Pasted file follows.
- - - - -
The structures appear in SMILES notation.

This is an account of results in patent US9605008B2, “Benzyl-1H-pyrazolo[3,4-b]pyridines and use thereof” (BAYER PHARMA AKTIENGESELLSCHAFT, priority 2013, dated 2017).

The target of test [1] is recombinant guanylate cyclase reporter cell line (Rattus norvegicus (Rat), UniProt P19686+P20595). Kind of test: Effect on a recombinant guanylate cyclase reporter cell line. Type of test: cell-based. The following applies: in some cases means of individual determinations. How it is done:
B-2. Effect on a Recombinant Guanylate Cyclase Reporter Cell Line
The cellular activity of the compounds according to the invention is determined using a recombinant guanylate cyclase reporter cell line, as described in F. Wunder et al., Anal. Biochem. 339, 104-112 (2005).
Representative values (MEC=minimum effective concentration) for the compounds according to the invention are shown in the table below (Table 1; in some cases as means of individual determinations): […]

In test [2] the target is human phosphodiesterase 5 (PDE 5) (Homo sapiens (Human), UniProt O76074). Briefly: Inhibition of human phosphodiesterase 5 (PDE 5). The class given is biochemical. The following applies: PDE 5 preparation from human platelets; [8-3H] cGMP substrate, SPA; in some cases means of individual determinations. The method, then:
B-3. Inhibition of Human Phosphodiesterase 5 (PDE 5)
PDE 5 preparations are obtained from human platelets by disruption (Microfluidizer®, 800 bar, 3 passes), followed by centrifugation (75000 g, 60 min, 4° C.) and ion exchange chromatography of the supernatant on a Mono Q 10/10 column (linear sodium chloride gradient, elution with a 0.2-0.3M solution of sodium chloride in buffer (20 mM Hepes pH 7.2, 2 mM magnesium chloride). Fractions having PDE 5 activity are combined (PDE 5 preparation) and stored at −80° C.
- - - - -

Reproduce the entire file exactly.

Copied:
The structures appear in SMILES notation.

This is an account of results in patent US9605008B2, “Benzyl-1H-pyrazolo[3,4-b]pyridines and use thereof” (BAYER PHARMA AKTIENGESELLSCHAFT, priority 2013, dated 2017).

The target of test [1] is recombinant guanylate cyclase reporter cell line (Rattus norvegicus (Rat), UniProt P19686+P20595). Kind of test: Effect on a recombinant guanylate cyclase reporter cell line. Type of test: cell-based. The following applies: in some cases means of individual determinations. How it is done:
B-2. Effect on a Recombinant Guanylate Cyclase Reporter Cell Line
The cellular activity of the compounds according to the invention is determined using a recombinant guanylate cyclase reporter cell line, as described in F. Wunder et al., Anal. Biochem. 339, 104-112 (2005).
Representative values (MEC=minimum effective concentration) for the compounds according to the invention are shown in the table below (Table 1; in some cases as means of individual determinations): […]

In test [2] the target is human phosphodiesterase 5 (PDE 5) (Homo sapiens (Human), UniProt O76074). Briefly: Inhibition of human phosphodiesterase 5 (PDE 5). The class given is biochemical. The following applies: PDE 5 preparation from human platelets; [8-3H] cGMP substrate, SPA; in some cases means of individual determinations. The method, then:
B-3. Inhibition of Human Phosphodiesterase 5 (PDE 5)
PDE 5 preparations are obtained from human platelets by disruption (Microfluidizer®, 800 bar, 3 passes), followed by centrifugation (75000 g, 60 min, 4° C.) and ion exchange chromatography of the supernatant on a Mono Q 10/10 column (linear sodium chloride gradient, elution with a 0.2-0.3M solution of sodium chloride in buffer (20 mM Hepes pH 7.2, 2 mM magnesium chloride). Fractions having PDE 5 activity are combined (PDE 5 preparation) and stored at −80° C.